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Photopic (black) and scotopic [1] (green) luminosity functions. The photopic includes the CIE 1931 standard (solid),[2] the Judd-Vos 1978 modified data (dashed),[3] and the Sharpe, Stockman, Jagla & Jägle 2005 data (dotted).[4] The horizontal axis is wavelength in nm.
Integrating sphere used for measuring the luminous flux of a light source.

In photometry, luminous flux or luminous power is the measure of the perceived power of light. It differs from radiant flux, the measure of the total power of electromagnetic radiation (including infrared, ultraviolet, and visible light), in that luminous flux is adjusted to reflect the varying sensitivity of the human eye to different wavelengths of light.



The SI unit of luminous flux is the lumen (lm). One lumen is defined as the luminous flux of light produced by a light source that emits one candela of luminous intensity over a solid angle of one steradian. In other systems of units, luminous flux may have units of power.


The luminous flux accounts for the sensitivity of the eye by weighting the power at each wavelength with the luminosity function, which represents the eye's response to different wavelengths. The luminous flux is a weighted sum of the power at all wavelengths in the visible band. Light outside the visible band does not contribute. The ratio of the total luminous flux to the radiant flux is called the luminous efficacy.


Luminous flux is often used as an objective measure of the useful light emitted by a light source, and is typically reported on the packaging for light bulbs, although it is not always prominent. Consumers commonly compare the luminous flux of different light bulbs since it provides an estimate of the apparent amount of light the bulb will produce, and a lightbulb with a higher ratio of luminous flux to consumed power is more efficient.

Luminous flux is not used to compare brightness, as this is a subjective perception which varies according to the distance from the light source and the angular spread of the light from the source.

Relationship to luminous intensityEdit

Luminous flux (in lumens) is a measure of the total amount of light a lamp puts out. The luminous intensity (in candelas) is a measure of how bright the beam in a particular direction is. If a lamp has a 1 lumen bulb and the optics of the lamp are set up to focus the light evenly into a 1 steradian beam, then the beam would have a luminous intensity of 1 candela. If the optics were changed to concentrate the beam into 1/2 steradian then the source would have a luminous intensity of 2 candela. The resulting beam is narrower and brighter, however the luminous flux remains the same.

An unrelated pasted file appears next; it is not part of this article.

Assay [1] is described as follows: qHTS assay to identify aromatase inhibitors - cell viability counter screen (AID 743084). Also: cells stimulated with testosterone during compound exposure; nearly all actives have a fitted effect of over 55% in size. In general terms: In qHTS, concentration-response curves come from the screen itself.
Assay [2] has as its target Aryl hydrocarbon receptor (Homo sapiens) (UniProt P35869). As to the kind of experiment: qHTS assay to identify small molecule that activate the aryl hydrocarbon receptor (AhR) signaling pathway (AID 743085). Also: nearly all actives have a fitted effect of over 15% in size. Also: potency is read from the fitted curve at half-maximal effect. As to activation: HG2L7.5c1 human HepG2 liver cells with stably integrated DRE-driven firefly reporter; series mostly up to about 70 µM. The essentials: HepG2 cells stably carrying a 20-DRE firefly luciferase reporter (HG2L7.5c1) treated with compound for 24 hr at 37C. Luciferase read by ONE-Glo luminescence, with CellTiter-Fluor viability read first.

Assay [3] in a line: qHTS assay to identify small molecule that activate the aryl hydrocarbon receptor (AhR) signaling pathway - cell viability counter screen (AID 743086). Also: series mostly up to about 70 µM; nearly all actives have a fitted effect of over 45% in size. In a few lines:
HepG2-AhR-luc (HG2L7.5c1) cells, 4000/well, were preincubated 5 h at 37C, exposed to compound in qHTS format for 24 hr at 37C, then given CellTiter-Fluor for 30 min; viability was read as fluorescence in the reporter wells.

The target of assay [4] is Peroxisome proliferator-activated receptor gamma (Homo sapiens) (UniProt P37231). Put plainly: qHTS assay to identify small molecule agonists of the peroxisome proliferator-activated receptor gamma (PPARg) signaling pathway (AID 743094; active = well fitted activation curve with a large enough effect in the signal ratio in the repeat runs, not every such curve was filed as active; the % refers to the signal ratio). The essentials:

SI photometry quantities
Quantity Unit Dimension Notes
Name Symbol[nb 1] Name Symbol Symbol
Luminous energy Qv [nb 2] lumen second lm⋅s TJ [nb 3] Units are sometimes called talbots.
Luminous flux / luminous power Φv [nb 2] lumen (= cd⋅sr) lm J [nb 3] Luminous energy per unit time.
Luminous intensity Iv candela (= lm/sr) cd J [nb 3] Luminous flux per unit solid angle.
Luminance Lv candela per square metre cd/m2 L−2J Luminous flux per unit solid angle per unit projected source area. Units are sometimes called nits.
Illuminance Ev lux (= lm/m2) lx L−2J Luminous flux incident on a surface.
Luminous exitance / luminous emittance Mv lux lx L−2J Luminous flux emitted from a surface.
Luminous exposure Hv lux second lx⋅s L−2TJ
Luminous energy density ωv lumen second per cubic metre lm⋅s⋅m−3 L−3TJ
Luminous efficacy η [nb 2] lumen per watt lm/W M−1L−2T3J Ratio of luminous flux to radiant flux or power consumption, depending on context.
Luminous efficiency / luminous coefficient V 1
See also: SI · Photometry · Radiometry
  1. ^ Standards organizations recommend that photometric quantities be denoted with a suffix "v" (for "visual") to avoid confusion with radiometric or photon quantities. For example: USA Standard Letter Symbols for Illuminating Engineering USAS Z7.1-1967, Y10.18-1967
  2. ^ a b c Alternative symbols sometimes seen: W for luminous energy, P or F for luminous flux, and ρ or K for luminous efficacy.
  3. ^ a b c "J" here is the symbol for the dimension of luminous intensity, not the symbol for the unit joules.


Table of comparative luminous flux of several light sources[5][6][7]
Source Luminous flux (lumens)
37 mW "Superbright" white LED 0.20
15 mW green laser (532 nm wavelength) 8.4
1 W high-output white LED 25–120
Kerosene lantern 100
40 W incandescent lamp at 230 volts 325
7 W high-output white LED 450
6 W COB filament LED lamp 600
18 W fluorescent lamp 1250
100 W incandescent lamp 1750
40 W fluorescent lamp 2800
35 W xenon bulb 2200–3200
100 W fluorescent lamp 8000
127 W low pressure sodium vapor lamp 25000
400 W metal-halide lamp 40000
Values are given for newly manufactured sources. The output from many sources decreases significantly over their lifetime.